Once I had sufficiently dismantled of the Gorn fleet, we beam down to the Frontier Starbase to pay a visit to Commodore Daniels and discuss this invasion, how it started and how it can be stopped. Of course, things go pear shaped rather quickly. This chapter is much more versatile in regards to the gameplay elements found within. Among the inclusion of varied classes of the Gorn species and their pet-like attack drones, turrets, mines, further mini-games, secondary/optional objectives and stealth sections are introduced. Proceeding through the infested labs cannot be achieved without effective use of the Tricorder. The Tricorder – mapped to ‘LB’ – allows you to scan objects and life-forms, hack technology, see enemies patrolling through walls and order your partner into positions, to attack a specified enemy or perform specific tasks that you would otherwise do, allowing you to have his back instead of vice versa.

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The scanning of lifeforms and weapons adds an entry in your database, which can be accessed via the pause menu. Categories are broken up across the levels, alongside dedicated enemy and weapons pages. This is also where you will be able to listen to acquired audio logs throughout your play through. While I was in the menu system, I decided to press the ‘back’ button which brought me to the upgrades menu. All types of weapons and tech had three possible upgrades which can be purchased with your accrued XP points. I did not delve into the upgrades for my play through, although it probably would have been particularly advantageous as I got rather stuck in a later section of the chapter. Returning to gameplay, I should also mention ammo and health refill stations are scattered throughout the levels, with the ammo refills affecting all guns carried.

The stealth sections I touched upon are directly tied into your optional objective, which may be, for instance, “Reach the mess hall without aggravating the Gorn”…okay, that’s not a real one, but they were similarly worded. The benefit of actually tackling these is that you gain a considerable amount of XP, which, again, can be used for upgrading. Not alerting the Gorn can become tricky business however, as their flying attack drones’ vision is not hindered by any sort of restricted movement like a bipedal. And then there are the mines and turrets. Both can be hacked from a distance, with the latter being linked to a control panel which can be located by following the wires highlighted by the Tricorder. Doing so requires the completion of a mini-game, of which there are two types.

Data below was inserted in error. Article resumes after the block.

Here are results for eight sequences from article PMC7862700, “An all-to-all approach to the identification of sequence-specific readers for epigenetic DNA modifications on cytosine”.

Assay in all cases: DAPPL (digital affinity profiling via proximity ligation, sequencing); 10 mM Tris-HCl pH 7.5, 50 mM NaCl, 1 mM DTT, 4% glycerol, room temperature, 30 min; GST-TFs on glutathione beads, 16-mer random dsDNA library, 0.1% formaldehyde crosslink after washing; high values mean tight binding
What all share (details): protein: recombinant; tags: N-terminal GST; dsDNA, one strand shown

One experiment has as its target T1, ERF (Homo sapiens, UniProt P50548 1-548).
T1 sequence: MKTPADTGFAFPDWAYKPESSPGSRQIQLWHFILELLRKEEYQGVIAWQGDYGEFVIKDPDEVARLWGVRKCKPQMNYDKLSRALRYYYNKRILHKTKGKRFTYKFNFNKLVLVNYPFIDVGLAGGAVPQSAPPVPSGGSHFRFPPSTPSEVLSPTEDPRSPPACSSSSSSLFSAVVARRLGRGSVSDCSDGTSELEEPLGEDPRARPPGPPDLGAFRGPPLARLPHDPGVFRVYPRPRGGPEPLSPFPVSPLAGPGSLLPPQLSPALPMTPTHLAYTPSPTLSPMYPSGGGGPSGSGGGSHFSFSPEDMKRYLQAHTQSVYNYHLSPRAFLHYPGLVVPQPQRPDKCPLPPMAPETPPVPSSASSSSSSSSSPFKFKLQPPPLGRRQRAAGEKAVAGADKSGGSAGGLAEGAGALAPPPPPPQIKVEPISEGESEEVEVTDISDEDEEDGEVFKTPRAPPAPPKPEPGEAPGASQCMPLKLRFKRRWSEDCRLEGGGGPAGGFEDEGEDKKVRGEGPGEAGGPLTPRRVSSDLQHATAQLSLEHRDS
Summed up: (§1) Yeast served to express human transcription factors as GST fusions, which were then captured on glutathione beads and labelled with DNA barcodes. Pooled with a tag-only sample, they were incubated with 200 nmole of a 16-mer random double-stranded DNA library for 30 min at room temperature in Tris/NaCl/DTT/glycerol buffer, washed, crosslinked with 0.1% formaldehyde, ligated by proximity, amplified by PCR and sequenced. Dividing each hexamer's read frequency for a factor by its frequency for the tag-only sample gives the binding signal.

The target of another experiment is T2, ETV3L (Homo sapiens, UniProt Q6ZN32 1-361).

Hacking turrets and other story-centric obstacles such as terminals involve a wavelength matching mini-game, where you are given 8 wavelengths to make 4 matches of using the left and right thumbsticks. Mines are less involved, as they only require you to lead a line to an end point; sort of like the classic mobile game Snake, except with breaks in the grid that must be manoeuvred around. It’s a quicker point ‘a’ to point ‘b’ mini-game. You can also hack the aforementioned attack drones after stunning them and temporarily paralysing them, which happens almost instantaneously without any mini-game. They can become useful allies, but are somewhat easily destroyed. Soon enough, on our way to crawling through vents and preventing the Gorn from overtaking the Starbase, we encounter infected humans which are more inclined to melee attack you. However, you can also take them down with a melee attack, although I found it to be quite a finicky mechanic as the prompt sometimes decides not to show up and allow you to properly defend yourself.

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Finally, I had to give up on an entire section where I was tasked with retrieving two data pads, about half way through the chapter. Kirk was no help whatsoever, the enemy numbers seemed endless, and I could only move stealthily up until a point where I could not advance without giving away my position. It was agonizing too, because there was a mine just out of reach of my Tricorder’s hacking range that I felt had to be a mistake…it was positioned within the level design in a way that made me think it was the intended action, but I couldn’t do it without alerting every enemy around. There was also a turret in the far corner of the room whose terminal could not be accessed without entering its line of sight. The space was laid out like a server room, with gaps between every piece of geometry disallowing an easy stealth path, which isn’t even what I want. I just wanted it to be manageable.

All in all, I will say this; excluding all the instances of bugs – A.I. related or otherwise – AND ignoring the seemingly unfinished lip-sync job (I hope it’s not final), Star Trek: The Video Game is actually deeper than I could have ever anticipated. I did not expect the various hacking modules and tactics that go with them. I also saw a good base for fun co-op play. The addition of the likenesses of the main cast from the rebooted films by J.J. Abrams is a nice touch and the story of the game was written in conjunction with the producers of said films, so it has massive potential to enthral and engage Trekkies everywhere. For now, I think some fun can definitely be had with Star Trek: The Video Game – obviously more-so by the franchise’s dedicated fan-base – but I’m holding out hope for the final build to get those tweaks it needs to really refine the experience. We should have a review copy within a fortnight or so…I guess we’ll have to wait until then to find out if that happens.

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I am a graduate of the Bachelor of Interactive Entertainment (w/ major in Games Design) course at Qantm College, Sydney.